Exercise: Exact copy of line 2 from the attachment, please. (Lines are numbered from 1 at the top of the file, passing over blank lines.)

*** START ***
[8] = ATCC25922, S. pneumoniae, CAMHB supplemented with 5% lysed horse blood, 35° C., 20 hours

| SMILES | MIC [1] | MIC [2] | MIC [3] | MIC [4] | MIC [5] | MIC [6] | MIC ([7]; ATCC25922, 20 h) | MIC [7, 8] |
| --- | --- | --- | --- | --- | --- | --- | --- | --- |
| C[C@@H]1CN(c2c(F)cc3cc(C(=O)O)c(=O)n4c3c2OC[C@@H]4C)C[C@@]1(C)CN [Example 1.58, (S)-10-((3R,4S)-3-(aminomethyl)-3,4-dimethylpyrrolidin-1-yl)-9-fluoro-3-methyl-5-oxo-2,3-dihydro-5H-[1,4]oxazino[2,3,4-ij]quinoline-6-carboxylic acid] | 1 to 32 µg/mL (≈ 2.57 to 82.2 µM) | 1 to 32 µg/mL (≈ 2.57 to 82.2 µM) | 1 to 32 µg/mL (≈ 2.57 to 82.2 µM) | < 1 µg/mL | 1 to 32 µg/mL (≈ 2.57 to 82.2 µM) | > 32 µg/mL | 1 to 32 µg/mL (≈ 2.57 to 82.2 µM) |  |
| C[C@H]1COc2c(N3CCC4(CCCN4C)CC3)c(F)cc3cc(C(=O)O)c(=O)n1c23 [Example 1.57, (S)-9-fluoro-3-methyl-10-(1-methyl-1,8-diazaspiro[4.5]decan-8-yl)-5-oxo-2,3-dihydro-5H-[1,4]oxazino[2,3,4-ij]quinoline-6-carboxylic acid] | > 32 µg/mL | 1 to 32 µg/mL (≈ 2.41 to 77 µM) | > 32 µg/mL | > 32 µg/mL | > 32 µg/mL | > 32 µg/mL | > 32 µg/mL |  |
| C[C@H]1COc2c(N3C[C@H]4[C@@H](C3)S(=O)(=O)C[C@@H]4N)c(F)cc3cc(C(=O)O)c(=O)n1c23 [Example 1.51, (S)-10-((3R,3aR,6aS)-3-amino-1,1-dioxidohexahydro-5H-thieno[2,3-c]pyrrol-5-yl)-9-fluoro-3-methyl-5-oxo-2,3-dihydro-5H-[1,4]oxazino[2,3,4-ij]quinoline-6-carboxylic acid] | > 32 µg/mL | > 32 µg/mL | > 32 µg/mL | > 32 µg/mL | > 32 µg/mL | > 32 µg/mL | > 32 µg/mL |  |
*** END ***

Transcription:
| SMILES | MIC [1] | MIC [2] | MIC [3] | MIC [4] | MIC [5] | MIC [6] | MIC ([7]; ATCC25922, 20 h) | MIC [7, 8] |